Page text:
A Thousand Pieces of Gold is a cultural memoir as well as a personal account of China's past, illustrated by proverbs taken from a fascinating period of history when China was ruled by the First Emperor, Qin Shihuang (259–210 B.C.E.), the sovereign who united China, built the Great Wall, and standardized the Chinese language.
New York Times bestselling author Adeline Yen Mah combines fascinating historical insights with personal stories from her own life to show the enduring relevance and influence of proverbs in Chinese life, even to the present day. Yen Mah recreates a lost world in which warlords, scholars, and courtiers plot and counter-plot to create some of the world's greatest dramas. Her unique perspective creates a window into the Chinese mind, enabling Western readers to better comprehend Chinese thought and culture, while being mesmerized by stories first told by the legendary historian Sima Qian, China's Herodotus. Combining probing historical analysis with stories of tremendous personal insight, A Thousand Pieces of Gold is a work of heartfelt intimacy and a singularly authentic portrait of Chinese culture.
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Adeline Yen Mah is a physician and the author of Watching the Tree, Chinese Cinderella, and the international bestseller Falling Leaves. Dr. Mah is married and has two children. She divides her time between Huntington Beach, California and London, England.From Publishers Weekly:
As she related in her memoir, Falling Leaves, Chinese-born writer Yen Mah has earned her sense of victimhood. She was resented and punished by her family for the death of her mother during childbirth. With the deaths of her brutal father and stepmother, Yen Mah ended her quest for filial love. Though this new work discusses events and themes similar to those of Falling Leaves, it is largely free of the mawkish notions of what family life should be like that burdened that work. This leaves the current book with more room for what many readers will find more enlightening: the history and use of Chinese proverbs, which she traces to their origin in the ancient writings of Sima Qian, China's venerable historian and chronicler of the great power struggles that crippled the Middle Kingdom's first dynasty 2,200 years ago. Yen Mah recalls points in her life where Sima's poignant proverbs resonate. Descriptions of the early emperors' extravagance and sadism are both repulsive and captivating, and make for sometimes interesting comparisons with the battles fought by Yen Mah in her privileged but cruel home. More often, though, the disparity between the tyranny imposed upon the Chinese peasantry and the disloyalty and neglect endured by the author tends toward self-pity. Many of the digressions into Yen Mah's personal history relate her childhood relationship with her estranged elder brother, who has not spoken to her since her first memoir was published. These passages make the book read at times like a desperate letter the author should have written to him.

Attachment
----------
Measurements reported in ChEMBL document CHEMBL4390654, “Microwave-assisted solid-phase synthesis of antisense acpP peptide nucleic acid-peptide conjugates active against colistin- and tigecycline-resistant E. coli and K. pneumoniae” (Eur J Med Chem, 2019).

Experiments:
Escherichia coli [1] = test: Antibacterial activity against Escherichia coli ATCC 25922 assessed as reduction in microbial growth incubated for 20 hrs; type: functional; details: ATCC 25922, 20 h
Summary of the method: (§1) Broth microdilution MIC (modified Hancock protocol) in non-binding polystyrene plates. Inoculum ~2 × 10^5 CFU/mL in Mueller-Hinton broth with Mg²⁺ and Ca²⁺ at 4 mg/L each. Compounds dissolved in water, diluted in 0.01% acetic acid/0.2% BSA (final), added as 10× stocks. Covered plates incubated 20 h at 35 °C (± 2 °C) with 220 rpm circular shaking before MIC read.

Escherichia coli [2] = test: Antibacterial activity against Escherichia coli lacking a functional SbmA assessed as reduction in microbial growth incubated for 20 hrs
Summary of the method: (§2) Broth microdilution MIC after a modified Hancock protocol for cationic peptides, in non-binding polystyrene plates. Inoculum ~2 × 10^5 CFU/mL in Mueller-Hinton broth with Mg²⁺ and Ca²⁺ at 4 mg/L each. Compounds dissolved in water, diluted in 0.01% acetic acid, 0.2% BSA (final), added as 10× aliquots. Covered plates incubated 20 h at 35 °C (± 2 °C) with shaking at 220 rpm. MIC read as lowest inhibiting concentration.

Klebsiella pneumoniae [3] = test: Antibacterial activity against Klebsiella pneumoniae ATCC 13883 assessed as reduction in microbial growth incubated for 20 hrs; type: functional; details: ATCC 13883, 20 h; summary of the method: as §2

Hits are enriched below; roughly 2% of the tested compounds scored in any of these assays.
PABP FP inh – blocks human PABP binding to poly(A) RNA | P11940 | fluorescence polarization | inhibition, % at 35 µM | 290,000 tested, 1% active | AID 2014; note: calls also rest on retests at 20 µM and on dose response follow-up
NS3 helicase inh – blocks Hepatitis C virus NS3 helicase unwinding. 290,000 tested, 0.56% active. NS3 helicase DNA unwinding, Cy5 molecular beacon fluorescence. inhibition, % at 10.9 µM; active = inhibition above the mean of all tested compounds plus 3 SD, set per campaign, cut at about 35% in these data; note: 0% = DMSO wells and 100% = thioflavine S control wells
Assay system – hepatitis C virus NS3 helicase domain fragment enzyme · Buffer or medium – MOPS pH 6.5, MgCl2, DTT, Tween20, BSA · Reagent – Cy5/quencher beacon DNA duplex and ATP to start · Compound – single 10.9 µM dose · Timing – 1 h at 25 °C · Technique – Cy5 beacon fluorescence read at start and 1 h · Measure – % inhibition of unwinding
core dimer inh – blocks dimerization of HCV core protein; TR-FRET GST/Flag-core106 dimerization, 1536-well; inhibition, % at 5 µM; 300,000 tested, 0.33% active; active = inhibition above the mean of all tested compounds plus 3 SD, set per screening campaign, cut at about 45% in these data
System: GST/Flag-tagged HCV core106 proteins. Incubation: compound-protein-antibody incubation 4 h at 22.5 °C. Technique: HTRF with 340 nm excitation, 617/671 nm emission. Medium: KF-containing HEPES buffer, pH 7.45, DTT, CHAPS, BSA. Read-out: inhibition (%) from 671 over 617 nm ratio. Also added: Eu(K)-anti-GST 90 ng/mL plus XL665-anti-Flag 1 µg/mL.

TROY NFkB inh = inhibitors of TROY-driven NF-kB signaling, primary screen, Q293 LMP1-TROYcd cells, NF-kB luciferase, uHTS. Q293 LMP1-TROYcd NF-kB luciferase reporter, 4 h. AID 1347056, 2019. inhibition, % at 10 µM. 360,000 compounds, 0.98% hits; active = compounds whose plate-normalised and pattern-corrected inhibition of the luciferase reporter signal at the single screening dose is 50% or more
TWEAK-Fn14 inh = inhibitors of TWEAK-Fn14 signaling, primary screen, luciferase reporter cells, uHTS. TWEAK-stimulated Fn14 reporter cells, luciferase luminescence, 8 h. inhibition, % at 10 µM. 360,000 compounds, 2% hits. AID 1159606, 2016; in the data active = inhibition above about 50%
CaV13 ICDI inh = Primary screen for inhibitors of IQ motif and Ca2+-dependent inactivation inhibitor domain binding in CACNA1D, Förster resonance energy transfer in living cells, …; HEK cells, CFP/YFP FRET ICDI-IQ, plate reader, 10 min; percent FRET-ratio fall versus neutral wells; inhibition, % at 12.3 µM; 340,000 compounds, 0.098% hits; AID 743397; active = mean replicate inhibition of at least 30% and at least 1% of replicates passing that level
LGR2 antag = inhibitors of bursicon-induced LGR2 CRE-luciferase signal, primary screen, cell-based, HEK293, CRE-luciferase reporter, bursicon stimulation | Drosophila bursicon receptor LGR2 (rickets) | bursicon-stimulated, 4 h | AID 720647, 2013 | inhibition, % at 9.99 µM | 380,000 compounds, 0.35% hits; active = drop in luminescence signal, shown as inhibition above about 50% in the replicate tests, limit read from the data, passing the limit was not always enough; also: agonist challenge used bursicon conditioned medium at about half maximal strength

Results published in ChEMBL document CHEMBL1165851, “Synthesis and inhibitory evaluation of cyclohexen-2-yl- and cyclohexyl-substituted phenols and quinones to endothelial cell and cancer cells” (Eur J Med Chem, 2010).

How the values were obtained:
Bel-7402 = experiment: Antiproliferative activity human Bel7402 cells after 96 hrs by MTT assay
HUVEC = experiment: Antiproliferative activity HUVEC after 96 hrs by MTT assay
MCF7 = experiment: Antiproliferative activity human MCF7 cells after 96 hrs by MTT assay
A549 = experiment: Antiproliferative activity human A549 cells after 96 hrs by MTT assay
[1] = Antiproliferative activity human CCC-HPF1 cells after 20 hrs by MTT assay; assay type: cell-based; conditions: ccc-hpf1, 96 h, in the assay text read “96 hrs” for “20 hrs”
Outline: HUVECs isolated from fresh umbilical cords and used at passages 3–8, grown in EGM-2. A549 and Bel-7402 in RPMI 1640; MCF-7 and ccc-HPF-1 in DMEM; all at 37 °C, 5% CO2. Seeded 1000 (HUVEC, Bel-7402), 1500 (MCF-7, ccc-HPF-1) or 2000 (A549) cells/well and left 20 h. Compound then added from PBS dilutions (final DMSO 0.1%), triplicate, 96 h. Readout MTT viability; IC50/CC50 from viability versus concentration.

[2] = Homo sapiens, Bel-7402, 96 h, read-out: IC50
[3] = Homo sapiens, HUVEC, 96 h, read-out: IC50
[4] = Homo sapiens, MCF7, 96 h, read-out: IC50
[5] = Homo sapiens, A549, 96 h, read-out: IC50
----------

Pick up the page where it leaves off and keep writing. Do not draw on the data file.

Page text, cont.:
Copyright 2002 Reed Business Information, Inc.
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Book Description HarperCollins, London, UK, 2002. Hardcover. Book Condition: New. First Edition. (full book description) HarperCollins, London, UK, 2002. 1st Ed. (U.K.) NEW, Hard Cover, DJ with Mylar. Size=5.5x9", 310pgs(Index). Brand New copy. Clean, bright and very tight. No ink names, tears, chips, foxing, etc. Price unclipped. Unread due to it tightness. ISBN 0007124503 20% OFF our regular catalogue price. SELLING WORLDWIDE since 1987. 99% OF OUR BOOKS ARE SHIPPED IN CUSTOM BOXES, WE ALWAYS PACK WITH GREAT CARE!. Book. Bookseller Inventory # CONROY242886I
Book Description HarperCollins Publishers, 2002. Hardcover. Book Condition: New. Bookseller Inventory # DADAX0007124503